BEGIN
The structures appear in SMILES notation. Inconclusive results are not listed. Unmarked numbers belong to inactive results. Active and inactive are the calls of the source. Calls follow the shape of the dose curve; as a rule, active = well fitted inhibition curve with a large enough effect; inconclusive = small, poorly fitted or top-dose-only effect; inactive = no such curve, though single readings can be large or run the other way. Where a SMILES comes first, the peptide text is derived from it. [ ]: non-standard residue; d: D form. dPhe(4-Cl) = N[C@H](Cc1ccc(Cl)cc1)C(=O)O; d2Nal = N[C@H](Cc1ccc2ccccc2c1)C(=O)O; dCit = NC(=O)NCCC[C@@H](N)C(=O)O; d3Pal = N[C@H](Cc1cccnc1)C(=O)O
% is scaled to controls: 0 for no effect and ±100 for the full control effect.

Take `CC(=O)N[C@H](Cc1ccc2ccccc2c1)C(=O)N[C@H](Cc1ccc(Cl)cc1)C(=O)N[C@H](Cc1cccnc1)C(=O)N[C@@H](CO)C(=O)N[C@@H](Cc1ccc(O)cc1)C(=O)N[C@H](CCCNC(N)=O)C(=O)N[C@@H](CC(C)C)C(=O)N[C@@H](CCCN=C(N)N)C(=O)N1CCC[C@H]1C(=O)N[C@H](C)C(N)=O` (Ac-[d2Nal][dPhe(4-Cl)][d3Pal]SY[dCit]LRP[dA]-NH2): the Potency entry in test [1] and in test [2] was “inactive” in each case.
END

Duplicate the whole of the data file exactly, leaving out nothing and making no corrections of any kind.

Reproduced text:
The structures appear in SMILES notation. Inconclusive results are not listed. Unmarked numbers belong to inactive results. Active and inactive are the calls of the source. Calls follow the shape of the dose curve; as a rule, active = well fitted inhibition curve with a large enough effect; inconclusive = small, poorly fitted or top-dose-only effect; inactive = no such curve, though single readings can be large or run the other way. Where a SMILES comes first, the peptide text is derived from it. [ ]: non-standard residue; d: D form. dPhe(4-Cl) = N[C@H](Cc1ccc(Cl)cc1)C(=O)O; d2Nal = N[C@H](Cc1ccc2ccccc2c1)C(=O)O; dCit = NC(=O)NCCC[C@@H](N)C(=O)O; d3Pal = N[C@H](Cc1cccnc1)C(=O)O
% is scaled to controls: 0 for no effect and ±100 for the full control effect.

Take `CC(=O)N[C@H](Cc1ccc2ccccc2c1)C(=O)N[C@H](Cc1ccc(Cl)cc1)C(=O)N[C@H](Cc1cccnc1)C(=O)N[C@@H](CO)C(=O)N[C@@H](Cc1ccc(O)cc1)C(=O)N[C@H](CCCNC(N)=O)C(=O)N[C@@H](CC(C)C)C(=O)N[C@@H](CCCN=C(N)N)C(=O)N1CCC[C@H]1C(=O)N[C@H](C)C(N)=O` (Ac-[d2Nal][dPhe(4-Cl)][d3Pal]SY[dCit]LRP[dA]-NH2): the Potency entry in test [1] and in test [2] was “inactive” in each case.